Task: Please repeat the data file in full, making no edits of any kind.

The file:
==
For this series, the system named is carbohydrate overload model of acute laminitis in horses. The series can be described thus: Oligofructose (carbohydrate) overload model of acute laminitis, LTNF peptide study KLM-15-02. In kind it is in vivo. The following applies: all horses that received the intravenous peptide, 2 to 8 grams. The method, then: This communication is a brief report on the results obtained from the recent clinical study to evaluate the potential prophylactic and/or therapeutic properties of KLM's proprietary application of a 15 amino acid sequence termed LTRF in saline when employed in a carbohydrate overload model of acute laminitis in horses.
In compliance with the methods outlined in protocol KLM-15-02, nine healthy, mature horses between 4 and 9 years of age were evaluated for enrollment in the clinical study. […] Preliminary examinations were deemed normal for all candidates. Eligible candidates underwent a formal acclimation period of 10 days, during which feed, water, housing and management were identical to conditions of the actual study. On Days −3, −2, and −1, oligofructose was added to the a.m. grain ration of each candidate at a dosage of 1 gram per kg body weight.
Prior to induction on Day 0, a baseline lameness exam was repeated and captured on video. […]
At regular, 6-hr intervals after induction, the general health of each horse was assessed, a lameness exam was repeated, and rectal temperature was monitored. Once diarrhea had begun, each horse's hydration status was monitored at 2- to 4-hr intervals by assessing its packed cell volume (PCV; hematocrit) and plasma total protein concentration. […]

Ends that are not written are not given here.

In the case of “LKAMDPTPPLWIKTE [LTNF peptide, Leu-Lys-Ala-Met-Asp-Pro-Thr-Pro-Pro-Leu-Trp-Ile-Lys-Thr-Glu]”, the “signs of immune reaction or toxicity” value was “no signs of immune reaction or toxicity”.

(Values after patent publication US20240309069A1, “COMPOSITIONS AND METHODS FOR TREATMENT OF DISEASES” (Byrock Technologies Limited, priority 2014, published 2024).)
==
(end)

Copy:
For this series, the system named is carbohydrate overload model of acute laminitis in horses. The series can be described thus: Oligofructose (carbohydrate) overload model of acute laminitis, LTNF peptide study KLM-15-02. In kind it is in vivo. The following applies: all horses that received the intravenous peptide, 2 to 8 grams. The method, then: This communication is a brief report on the results obtained from the recent clinical study to evaluate the potential prophylactic and/or therapeutic properties of KLM's proprietary application of a 15 amino acid sequence termed LTRF in saline when employed in a carbohydrate overload model of acute laminitis in horses.
In compliance with the methods outlined in protocol KLM-15-02, nine healthy, mature horses between 4 and 9 years of age were evaluated for enrollment in the clinical study. […] Preliminary examinations were deemed normal for all candidates. Eligible candidates underwent a formal acclimation period of 10 days, during which feed, water, housing and management were identical to conditions of the actual study. On Days −3, −2, and −1, oligofructose was added to the a.m. grain ration of each candidate at a dosage of 1 gram per kg body weight.
Prior to induction on Day 0, a baseline lameness exam was repeated and captured on video. […]
At regular, 6-hr intervals after induction, the general health of each horse was assessed, a lameness exam was repeated, and rectal temperature was monitored. Once diarrhea had begun, each horse's hydration status was monitored at 2- to 4-hr intervals by assessing its packed cell volume (PCV; hematocrit) and plasma total protein concentration. […]

Ends that are not written are not given here.

In the case of “LKAMDPTPPLWIKTE [LTNF peptide, Leu-Lys-Ala-Met-Asp-Pro-Thr-Pro-Pro-Leu-Trp-Ile-Lys-Thr-Glu]”, the “signs of immune reaction or toxicity” value was “no signs of immune reaction or toxicity”.

(Values after patent publication US20240309069A1, “COMPOSITIONS AND METHODS FOR TREATMENT OF DISEASES” (Byrock Technologies Limited, priority 2014, published 2024).)